Opinion

Stars are under no obligation to come home

Source: Getty Images

A hero returning home is not always the dream story that everyone hopes it to be when it comes to football.

If parting is such sweet sorrow then, in football, coming home can also be something of a mixed bag. 

Sooner or later, the question of whether to return before retirement is posed to every big name Socceroo in Europe. Mark Viduka and Mark Schwarzer didn’t but Harry Kewell, Tim Cahill and Lucas Neill did.  

The desire for fans, media and clubs to see the stars at home before boots are permanently hung up is understandable. 

Cahill came back in 2016 to Melbourne City.

“To be finally home as international Australian players, it’s good for us, good for our families and great for the game,” he said.  

Staying on the Socceroo scene was part of Cahill’s reasoning. Being under the nose of national team coaches can be useful for players who want to extend their international career as much as possible. Regular game time at home and less travel mean that veterans are more available. 

Football Federation Australia (FFA) certainly thought bringing exports home was a good idea, and helped clubs who wanted to sign “returning Socceroos” such as when Sydney FC signed Lucas Neill in 2013.  

"As a Sydney junior who has seen the world through football, it's wonderful that the journey has brought Lucas back to play for his home town club in the A-League," said FFA CEO David Gallop at the time. 

"A number of clubs held discussions with Lucas and his representatives and FFA made the same offer of assistance to each club," said Gallop.

"The marquee players and returning Socceroos have added great value to the A-League in terms of playing standard and marketability.”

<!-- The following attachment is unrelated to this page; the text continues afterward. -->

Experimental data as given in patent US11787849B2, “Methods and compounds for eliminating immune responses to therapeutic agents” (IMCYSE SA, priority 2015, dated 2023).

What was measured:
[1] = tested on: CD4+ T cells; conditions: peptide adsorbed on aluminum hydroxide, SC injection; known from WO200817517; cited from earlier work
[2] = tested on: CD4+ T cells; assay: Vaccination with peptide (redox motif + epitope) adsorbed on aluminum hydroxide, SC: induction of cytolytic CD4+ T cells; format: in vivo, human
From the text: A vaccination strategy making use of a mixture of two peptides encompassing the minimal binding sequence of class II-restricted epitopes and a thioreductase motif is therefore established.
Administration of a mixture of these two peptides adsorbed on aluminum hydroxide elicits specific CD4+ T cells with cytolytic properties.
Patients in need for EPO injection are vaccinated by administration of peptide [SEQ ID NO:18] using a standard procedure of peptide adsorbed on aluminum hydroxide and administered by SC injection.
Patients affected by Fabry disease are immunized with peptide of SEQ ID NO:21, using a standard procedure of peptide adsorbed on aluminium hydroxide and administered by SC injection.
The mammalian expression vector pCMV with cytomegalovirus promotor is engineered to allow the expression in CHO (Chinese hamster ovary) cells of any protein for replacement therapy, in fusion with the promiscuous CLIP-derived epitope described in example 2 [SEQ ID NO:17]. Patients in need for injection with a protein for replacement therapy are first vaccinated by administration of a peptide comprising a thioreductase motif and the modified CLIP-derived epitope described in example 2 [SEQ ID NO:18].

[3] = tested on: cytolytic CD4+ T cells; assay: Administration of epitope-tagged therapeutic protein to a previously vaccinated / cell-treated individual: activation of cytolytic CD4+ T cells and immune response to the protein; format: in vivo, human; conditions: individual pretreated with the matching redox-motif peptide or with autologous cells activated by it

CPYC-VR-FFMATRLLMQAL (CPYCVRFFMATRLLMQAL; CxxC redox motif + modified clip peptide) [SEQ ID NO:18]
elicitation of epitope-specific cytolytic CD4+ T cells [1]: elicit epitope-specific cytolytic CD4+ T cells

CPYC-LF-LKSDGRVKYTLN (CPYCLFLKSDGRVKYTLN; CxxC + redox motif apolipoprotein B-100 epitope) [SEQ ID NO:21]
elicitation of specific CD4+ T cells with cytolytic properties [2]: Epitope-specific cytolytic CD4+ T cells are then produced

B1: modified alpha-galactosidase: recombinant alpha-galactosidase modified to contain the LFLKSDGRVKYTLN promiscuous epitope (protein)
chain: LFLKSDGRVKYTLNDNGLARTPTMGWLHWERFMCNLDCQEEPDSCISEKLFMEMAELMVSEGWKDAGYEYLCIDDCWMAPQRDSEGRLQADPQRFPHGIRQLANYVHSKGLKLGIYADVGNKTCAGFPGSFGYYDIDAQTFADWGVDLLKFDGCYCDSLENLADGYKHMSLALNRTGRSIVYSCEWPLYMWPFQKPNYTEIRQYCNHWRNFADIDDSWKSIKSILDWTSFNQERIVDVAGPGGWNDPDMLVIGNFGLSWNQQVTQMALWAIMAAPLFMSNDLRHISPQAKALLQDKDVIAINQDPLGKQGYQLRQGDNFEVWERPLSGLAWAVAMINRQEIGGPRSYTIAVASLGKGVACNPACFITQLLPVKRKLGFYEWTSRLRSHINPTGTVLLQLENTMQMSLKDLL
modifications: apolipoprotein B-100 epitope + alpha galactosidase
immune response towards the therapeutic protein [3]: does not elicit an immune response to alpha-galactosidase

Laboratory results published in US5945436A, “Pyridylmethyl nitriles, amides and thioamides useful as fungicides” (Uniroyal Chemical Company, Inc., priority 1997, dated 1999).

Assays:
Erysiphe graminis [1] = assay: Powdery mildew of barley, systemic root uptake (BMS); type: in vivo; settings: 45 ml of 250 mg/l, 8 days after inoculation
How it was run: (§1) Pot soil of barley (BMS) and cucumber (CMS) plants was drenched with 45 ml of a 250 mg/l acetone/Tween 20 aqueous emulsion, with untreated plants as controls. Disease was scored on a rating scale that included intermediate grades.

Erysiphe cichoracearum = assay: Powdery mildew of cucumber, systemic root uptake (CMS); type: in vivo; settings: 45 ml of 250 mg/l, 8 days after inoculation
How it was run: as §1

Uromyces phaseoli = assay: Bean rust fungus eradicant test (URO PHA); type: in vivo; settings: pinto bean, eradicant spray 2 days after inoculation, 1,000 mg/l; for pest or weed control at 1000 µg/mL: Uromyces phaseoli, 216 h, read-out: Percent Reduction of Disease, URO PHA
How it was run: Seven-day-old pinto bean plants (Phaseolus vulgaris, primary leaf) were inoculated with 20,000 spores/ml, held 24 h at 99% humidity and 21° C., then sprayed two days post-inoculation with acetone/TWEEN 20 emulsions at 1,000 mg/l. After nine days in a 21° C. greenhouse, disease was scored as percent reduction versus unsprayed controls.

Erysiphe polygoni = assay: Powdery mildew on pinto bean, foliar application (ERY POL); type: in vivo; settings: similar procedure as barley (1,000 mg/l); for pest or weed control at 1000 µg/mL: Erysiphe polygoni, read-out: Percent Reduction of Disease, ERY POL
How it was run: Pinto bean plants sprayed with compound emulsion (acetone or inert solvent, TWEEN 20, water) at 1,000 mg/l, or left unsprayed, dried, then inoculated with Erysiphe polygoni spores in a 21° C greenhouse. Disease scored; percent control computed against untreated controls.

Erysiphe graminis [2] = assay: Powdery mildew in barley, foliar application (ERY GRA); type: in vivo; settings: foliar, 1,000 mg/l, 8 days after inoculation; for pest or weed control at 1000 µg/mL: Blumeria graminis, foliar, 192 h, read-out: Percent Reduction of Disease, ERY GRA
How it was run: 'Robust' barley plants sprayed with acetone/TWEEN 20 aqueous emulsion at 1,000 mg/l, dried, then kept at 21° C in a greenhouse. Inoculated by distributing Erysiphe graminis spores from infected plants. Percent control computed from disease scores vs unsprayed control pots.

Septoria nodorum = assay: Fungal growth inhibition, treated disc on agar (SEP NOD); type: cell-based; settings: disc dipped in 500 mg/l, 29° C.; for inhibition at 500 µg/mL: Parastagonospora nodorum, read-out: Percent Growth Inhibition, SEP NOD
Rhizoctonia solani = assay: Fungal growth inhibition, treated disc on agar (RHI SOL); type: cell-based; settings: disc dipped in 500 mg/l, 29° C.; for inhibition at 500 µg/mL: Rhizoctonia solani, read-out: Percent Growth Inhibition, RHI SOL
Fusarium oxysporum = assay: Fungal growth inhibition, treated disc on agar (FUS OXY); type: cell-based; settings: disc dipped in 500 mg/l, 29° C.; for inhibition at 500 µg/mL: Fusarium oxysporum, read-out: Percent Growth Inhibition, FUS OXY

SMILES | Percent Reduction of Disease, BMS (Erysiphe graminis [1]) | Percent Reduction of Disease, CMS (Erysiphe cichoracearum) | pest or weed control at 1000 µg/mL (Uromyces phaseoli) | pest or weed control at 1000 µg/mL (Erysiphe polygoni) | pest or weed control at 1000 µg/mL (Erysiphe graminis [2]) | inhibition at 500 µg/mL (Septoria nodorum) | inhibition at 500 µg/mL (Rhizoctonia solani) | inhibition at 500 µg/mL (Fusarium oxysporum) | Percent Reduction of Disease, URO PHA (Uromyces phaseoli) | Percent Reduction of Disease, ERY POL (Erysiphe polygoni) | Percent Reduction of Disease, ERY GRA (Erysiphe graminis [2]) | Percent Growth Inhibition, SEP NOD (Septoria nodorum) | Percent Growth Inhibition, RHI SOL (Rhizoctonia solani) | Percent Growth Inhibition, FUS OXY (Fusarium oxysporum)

In the case of Neill, who was also keen to keep his Australia shirt, what happened on the pitch did not match the hype.

Neill’s time with Sydney FC was a disaster and he played just three games of a 10 game stint. Such is football.

The likes of Cahill and Kewell fared better even if their spells in Melbourne were more solid than spectacular. 

It is not just about bringing back big names though. It has been said that the veterans can ‘give something back’ and help the local game develop. You hear this often in Japan and South Korea with their stars who go to Europe.

There are often calls for them to play for the K or J Leagues before they retire in order to pass on their wisdom to others and, as Gallop says, to add value in standards and marketability. 

The subject was raised last week when Keisuke Honda decided to continue his globetrotting. The Japanese star -who has played for clubs on every continent except Africa - announced a move to Portugal.  

English striker Jay Boothroyd, who plays in Japan for Consadole Sapporo, replied by asking the former Melbourne man why he did not come home.

“I don’t know why this guy continues to play overseas, why?” Boothroyd wrote on social media. “Why don’t you come back to Japan and help the young players become top players.. give back to the J.League and your country by passing on your knowledge and skill to the next generation!!” 

Honda replied with “Because it’s fun” which is surely the perfect answer especially for a player who could do without the media interest that would arise from a return to his homeland.    

Schwarzer said something along those lines in 2011. ''I have seen too many players go back home and it has not worked out,'' Schwarzer said.

''The biggest example is John Aloisi and how he was treated so badly. You are up there to be shot down very, very quickly.''

But you can still give something back without going back. Is there a connection between Keisuke Honda playing for Melbourne Victory and the growth in the number of Japanese players in the A-League at the moment?

It is hard to say for sure but the fact that such a high profile star spent time in Australia can’t have done the image of the A-League any harm in Japan.

If the A-League is good enough for Keisuke Honda then it is good enough for anyone else. 

It could be argued that Honda has done more to help develop Japanese football by playing overseas. 

Ultimately though, it is up to the players. 

For those who actually want to  “give something back” to the local league, there are others who can give just as much by staying away. Come home if you want but there is no obligation.